There's currently no cure for Paget's disease of bone, but treatment can help relieve the symptoms.
If you do not have any symptoms, your doctor may suggest keeping an eye on your condition and delaying treatment until any problems occur.
Bisphosphonates are medicines that help regulate bone growth. They work by affecting the cells that absorb old bone (osteoclasts).
There are several bisphosphonates available, including:
- risedronate – a tablet taken once a day for 2 months
- zoledronate – a one-off injection
- pamidronate – either 6 weekly injections or 3 injections every 2 weeks
These can help regulate bone growth and reduce pain for several years at a time. Treatment can be repeated when the effect starts to wear off.
The most common side effect of risedronate is an upset stomach. The main side effects of zoledronate and pamidronate are flu-like symptoms that last a day or 2.
If you're unable to have bisphosphonates, you may need daily injections of another medicine that prevents bone loss called calcitonin.
Make sure you read the packet or leaflet before taking painkillers, to check whether they're suitable for you and to find out how much to take.
If these do not help reduce your pain, your GP can prescribe more powerful painkillers.
These therapies involve exercises and techniques that can help reduce pain, improve movement and make everyday tasks easier.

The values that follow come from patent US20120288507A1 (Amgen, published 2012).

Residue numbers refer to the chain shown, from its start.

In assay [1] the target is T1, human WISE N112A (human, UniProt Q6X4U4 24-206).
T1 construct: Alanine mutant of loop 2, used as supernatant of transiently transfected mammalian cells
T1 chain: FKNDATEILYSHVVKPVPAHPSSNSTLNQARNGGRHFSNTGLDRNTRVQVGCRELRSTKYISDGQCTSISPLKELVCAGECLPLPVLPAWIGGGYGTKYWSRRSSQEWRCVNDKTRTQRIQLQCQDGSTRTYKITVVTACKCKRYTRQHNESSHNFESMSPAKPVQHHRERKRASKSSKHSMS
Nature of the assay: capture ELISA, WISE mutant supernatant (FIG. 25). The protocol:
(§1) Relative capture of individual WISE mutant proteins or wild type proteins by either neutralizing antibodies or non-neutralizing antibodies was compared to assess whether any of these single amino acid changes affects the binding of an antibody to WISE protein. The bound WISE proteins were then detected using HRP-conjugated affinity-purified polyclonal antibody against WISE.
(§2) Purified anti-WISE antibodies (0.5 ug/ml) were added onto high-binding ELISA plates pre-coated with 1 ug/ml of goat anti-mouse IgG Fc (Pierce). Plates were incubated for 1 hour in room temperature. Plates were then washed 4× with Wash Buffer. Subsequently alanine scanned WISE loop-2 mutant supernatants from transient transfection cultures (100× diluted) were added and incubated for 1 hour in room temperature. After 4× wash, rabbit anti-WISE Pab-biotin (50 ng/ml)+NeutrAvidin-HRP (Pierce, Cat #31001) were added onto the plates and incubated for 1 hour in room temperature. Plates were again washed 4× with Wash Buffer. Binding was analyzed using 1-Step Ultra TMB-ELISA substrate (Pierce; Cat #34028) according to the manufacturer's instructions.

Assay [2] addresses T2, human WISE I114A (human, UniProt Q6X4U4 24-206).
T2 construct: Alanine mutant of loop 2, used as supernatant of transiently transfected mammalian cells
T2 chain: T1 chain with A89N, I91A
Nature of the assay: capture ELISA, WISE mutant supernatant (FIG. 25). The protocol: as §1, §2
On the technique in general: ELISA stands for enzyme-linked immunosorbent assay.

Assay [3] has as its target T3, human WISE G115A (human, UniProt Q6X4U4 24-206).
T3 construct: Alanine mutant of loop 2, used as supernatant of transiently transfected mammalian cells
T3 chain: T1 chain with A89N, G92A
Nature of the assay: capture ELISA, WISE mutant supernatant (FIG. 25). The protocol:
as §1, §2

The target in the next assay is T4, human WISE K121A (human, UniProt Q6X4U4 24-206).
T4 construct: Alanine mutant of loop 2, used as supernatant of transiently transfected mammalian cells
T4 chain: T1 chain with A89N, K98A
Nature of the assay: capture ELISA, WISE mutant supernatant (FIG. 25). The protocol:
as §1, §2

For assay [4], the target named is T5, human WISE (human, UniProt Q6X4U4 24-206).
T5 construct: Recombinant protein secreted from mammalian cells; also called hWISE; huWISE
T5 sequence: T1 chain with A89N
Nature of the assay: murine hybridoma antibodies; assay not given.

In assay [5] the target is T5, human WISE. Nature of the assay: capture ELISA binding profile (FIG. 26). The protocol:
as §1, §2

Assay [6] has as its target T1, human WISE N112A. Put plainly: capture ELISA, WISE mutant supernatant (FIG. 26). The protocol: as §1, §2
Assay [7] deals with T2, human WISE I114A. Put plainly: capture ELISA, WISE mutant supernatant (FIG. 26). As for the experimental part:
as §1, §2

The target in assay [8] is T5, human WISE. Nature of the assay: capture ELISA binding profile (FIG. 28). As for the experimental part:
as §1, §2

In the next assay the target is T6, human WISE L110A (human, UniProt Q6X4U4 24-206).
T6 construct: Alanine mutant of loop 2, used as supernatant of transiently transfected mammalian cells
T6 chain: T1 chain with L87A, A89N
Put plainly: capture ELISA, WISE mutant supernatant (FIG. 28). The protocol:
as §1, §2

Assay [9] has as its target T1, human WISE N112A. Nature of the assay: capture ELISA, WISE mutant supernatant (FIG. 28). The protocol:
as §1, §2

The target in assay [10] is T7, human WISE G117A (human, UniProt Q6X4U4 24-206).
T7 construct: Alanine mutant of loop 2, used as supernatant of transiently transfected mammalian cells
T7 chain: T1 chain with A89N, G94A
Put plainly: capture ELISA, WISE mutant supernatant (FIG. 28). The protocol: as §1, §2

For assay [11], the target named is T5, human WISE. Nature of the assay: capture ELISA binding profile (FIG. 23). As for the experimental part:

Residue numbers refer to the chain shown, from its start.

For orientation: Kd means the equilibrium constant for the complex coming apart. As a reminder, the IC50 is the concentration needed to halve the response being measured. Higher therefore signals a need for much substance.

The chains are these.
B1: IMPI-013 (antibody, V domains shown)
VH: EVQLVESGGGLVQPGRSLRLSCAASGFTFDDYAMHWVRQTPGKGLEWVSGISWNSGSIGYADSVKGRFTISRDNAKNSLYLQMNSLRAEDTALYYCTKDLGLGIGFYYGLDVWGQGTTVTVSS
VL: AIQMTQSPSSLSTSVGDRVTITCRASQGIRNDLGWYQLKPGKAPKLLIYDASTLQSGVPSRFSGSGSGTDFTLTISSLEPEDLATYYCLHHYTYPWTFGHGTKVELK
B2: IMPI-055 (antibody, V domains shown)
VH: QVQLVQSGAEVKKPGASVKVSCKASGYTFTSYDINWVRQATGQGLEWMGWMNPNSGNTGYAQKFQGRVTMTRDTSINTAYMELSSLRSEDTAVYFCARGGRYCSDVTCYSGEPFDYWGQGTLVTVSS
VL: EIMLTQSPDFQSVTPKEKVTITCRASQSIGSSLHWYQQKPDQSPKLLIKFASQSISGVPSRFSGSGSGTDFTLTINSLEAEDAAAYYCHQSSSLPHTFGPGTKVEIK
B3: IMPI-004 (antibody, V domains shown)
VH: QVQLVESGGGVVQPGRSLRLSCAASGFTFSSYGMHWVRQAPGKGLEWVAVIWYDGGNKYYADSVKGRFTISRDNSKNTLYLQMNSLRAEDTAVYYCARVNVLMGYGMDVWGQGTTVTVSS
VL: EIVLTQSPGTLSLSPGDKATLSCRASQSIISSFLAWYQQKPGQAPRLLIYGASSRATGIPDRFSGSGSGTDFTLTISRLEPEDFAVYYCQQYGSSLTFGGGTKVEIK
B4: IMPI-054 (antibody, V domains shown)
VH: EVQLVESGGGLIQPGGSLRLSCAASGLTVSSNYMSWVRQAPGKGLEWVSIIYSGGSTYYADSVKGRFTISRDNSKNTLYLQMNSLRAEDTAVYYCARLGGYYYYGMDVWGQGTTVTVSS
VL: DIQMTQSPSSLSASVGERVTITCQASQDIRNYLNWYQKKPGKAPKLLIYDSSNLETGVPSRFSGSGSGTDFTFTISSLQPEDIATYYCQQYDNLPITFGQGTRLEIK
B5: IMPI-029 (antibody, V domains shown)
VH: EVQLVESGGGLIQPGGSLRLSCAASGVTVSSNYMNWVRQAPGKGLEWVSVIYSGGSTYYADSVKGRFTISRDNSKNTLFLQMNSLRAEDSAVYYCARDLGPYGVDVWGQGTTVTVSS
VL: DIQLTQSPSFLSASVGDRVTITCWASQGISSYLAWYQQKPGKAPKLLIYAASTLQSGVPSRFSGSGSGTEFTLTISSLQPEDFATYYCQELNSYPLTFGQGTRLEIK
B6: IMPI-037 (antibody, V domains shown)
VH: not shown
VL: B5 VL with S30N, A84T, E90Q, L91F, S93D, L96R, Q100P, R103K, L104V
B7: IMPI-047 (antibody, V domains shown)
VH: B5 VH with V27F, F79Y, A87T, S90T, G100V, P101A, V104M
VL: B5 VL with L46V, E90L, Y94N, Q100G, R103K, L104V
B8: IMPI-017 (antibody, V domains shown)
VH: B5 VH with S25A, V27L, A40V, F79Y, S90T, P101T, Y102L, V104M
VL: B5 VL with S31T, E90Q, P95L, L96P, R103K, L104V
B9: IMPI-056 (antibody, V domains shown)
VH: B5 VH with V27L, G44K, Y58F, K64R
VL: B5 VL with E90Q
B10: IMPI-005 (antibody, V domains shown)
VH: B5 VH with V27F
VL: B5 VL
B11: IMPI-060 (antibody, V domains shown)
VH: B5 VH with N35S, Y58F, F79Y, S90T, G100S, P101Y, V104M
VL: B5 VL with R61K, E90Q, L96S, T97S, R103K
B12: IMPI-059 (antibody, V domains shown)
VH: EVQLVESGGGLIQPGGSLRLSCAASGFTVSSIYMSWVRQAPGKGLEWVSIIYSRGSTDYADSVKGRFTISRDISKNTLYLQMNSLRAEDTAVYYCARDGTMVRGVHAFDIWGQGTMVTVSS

Devices that reduce the weight placed on the affected bones may also help, such as:
- a walking stick or frame
- orthotics – insoles made of plastic that fit inside your shoe to help support your feet
- braces that support the spine in the correct position
Some therapists also use treatments such as transcutaneous electrical nerve stimulation (TENS) – a method of pain relief involving the use of a mild electrical current. The scientific evidence for TENS is not strong, but some people find it helpful.
Surgery is usually only needed if further problems develop, such as fractures, deformities or severe osteoarthritis.
Operations that may be done include procedures to:
- realign the bones after a fracture so that they heal correctly
- remove and replace a damaged joint with an artificial one, such as a hip replacement or knee replacement
- cut and straighten deformed bones
- move bone away from a squashed (compressed) nerve
These operations are usually done under general anaesthetic, so you'll be asleep and will no t experience any pain while they're carried out.
Diet and nutrition
You get calcium from your diet. It's found in foods such as:
- dairy foods – such as milk and cheese
- green leafy vegetables – such as broccoli and cabbage
- soya beans, soya drinks with added calcium and tofu
You get most of your vitamin D from sunlight, although it's also found in some foods such as oily fish.
Sometimes your GP may suggest taking extra calcium and/or vitamin D supplements to ensure you're getting enough.